The style guide of The Economist magazine, after explaining the difference between the two terms, leaves no ambiguity about what its reporters should use: “Renminbi, which means the people’s currency, is the description of the yuan, as sterling is the description of the pound. Use yuan.” The Financial Times favors the use of renminbi over yuan by a six-to-one ratio. But Financial Times reporters seem to believe its readers are sophisticated enough to be able to shift back and forth between the two terms without further explanation.
That is from new and useful Gaining Currency: The Rise of the Renminbi, by Eswar S. Prasad.
And here is the BBC:
“Renminbi” is the official name of the currency introduced by the Communist People’s Republic of China at the time of its foundation in 1949. It means “the people’s currency”.
“Yuan” is the name of a unit of the renminbi currency. Something may cost one yuan or 10 yuan. It would not be correct to say that it cost 10 renminbi.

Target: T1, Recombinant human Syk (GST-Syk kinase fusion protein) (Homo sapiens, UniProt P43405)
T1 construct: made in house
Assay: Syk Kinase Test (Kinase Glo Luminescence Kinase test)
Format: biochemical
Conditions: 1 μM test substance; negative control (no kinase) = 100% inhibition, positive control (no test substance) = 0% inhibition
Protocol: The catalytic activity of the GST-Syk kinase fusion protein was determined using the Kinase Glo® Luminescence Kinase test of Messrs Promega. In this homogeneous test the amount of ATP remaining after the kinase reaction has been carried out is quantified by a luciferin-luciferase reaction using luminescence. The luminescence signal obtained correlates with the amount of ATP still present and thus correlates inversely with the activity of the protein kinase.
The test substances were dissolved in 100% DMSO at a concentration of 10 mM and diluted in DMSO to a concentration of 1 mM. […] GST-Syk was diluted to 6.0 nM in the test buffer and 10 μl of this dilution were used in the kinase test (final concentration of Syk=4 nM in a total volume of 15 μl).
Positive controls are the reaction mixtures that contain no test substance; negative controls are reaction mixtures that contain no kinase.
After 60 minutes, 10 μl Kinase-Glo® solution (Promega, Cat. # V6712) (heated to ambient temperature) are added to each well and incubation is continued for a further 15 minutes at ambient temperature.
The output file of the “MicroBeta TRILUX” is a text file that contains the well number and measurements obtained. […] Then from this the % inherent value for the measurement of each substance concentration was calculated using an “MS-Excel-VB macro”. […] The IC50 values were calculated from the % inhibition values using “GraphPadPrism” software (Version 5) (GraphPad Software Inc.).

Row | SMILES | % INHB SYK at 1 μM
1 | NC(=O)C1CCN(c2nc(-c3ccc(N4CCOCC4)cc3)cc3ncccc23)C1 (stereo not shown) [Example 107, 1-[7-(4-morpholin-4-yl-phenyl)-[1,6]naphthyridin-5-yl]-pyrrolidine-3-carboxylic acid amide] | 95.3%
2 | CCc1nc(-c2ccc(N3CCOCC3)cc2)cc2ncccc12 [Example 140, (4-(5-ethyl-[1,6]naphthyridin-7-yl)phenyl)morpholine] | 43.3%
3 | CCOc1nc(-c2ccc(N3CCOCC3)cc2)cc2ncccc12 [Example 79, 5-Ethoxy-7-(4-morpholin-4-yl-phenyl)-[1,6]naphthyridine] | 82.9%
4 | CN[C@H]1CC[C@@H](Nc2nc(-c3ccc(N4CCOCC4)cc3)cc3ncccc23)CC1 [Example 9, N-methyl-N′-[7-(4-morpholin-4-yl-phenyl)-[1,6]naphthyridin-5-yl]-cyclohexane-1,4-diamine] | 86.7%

I did not know this:
The word “yuan” goes back further than “renminbi”. It is the Chinese word for dollar – the silver coin, mostly minted in the Spanish empire, used by foreign merchants in China for some four centuries.
If you wish to pursue it further:
As it happens, Chinese people rarely talk about renminbi or yuan.
The word they use is “kuai”, which literally means “piece”, and is the word used historically for coins made of silver or copper.
And so on…